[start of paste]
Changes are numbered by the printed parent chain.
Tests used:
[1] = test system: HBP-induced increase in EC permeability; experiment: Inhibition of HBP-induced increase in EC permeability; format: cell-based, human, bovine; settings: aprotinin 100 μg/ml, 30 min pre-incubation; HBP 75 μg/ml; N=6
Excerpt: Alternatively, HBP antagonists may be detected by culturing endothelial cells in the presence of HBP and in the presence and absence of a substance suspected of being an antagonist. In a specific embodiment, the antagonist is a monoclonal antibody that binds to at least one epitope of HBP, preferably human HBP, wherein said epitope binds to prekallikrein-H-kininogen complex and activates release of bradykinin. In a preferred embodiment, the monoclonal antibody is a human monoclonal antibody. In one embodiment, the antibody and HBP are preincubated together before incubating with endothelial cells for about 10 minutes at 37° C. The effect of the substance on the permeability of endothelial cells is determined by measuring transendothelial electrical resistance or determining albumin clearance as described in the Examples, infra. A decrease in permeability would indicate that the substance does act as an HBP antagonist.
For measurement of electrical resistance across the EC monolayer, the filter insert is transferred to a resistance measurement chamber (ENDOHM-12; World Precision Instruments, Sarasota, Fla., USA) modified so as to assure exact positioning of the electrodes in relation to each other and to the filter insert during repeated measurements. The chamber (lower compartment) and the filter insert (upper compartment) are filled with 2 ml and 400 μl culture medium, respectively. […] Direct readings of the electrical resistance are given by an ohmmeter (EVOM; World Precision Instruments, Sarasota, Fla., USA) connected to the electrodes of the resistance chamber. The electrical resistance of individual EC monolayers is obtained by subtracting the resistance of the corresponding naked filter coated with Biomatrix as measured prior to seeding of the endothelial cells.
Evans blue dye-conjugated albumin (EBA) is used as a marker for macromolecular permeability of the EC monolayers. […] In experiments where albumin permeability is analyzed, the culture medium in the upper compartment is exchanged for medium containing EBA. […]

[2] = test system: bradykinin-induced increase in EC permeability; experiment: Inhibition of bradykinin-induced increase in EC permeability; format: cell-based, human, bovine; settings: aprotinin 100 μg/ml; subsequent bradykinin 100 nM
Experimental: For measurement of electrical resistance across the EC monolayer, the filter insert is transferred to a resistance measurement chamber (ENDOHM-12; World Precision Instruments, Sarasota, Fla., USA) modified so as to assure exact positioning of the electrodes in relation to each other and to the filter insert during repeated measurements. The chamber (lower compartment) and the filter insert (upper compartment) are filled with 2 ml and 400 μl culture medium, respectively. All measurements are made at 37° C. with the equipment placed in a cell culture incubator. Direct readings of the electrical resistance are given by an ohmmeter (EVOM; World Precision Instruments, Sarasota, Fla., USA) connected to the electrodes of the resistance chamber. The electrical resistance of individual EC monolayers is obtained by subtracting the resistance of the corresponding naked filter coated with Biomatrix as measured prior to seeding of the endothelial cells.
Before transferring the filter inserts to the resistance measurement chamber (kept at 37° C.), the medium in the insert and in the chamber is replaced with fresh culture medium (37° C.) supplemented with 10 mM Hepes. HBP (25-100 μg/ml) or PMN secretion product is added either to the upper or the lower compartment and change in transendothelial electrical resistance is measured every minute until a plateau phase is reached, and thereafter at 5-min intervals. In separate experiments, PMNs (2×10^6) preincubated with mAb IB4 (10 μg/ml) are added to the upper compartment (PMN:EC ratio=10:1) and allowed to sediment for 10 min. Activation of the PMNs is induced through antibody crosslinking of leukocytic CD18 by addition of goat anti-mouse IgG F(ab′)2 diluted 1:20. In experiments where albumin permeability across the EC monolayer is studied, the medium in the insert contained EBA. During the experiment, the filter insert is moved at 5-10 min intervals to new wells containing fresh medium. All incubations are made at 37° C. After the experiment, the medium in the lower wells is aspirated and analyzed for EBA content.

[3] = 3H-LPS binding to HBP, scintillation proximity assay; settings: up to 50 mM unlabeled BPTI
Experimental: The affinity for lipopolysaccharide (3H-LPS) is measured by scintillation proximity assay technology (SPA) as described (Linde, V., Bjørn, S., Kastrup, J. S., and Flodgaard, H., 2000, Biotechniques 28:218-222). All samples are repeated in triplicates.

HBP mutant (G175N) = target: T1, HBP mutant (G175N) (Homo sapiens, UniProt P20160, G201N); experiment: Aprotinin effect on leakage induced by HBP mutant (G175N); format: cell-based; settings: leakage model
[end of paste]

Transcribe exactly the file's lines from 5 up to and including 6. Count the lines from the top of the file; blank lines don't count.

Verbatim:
For measurement of electrical resistance across the EC monolayer, the filter insert is transferred to a resistance measurement chamber (ENDOHM-12; World Precision Instruments, Sarasota, Fla., USA) modified so as to assure exact positioning of the electrodes in relation to each other and to the filter insert during repeated measurements. The chamber (lower compartment) and the filter insert (upper compartment) are filled with 2 ml and 400 μl culture medium, respectively. […] Direct readings of the electrical resistance are given by an ohmmeter (EVOM; World Precision Instruments, Sarasota, Fla., USA) connected to the electrodes of the resistance chamber. The electrical resistance of individual EC monolayers is obtained by subtracting the resistance of the corresponding naked filter coated with Biomatrix as measured prior to seeding of the endothelial cells.
Evans blue dye-conjugated albumin (EBA) is used as a marker for macromolecular permeability of the EC monolayers. […] In experiments where albumin permeability is analyzed, the culture medium in the upper compartment is exchanged for medium containing EBA. […]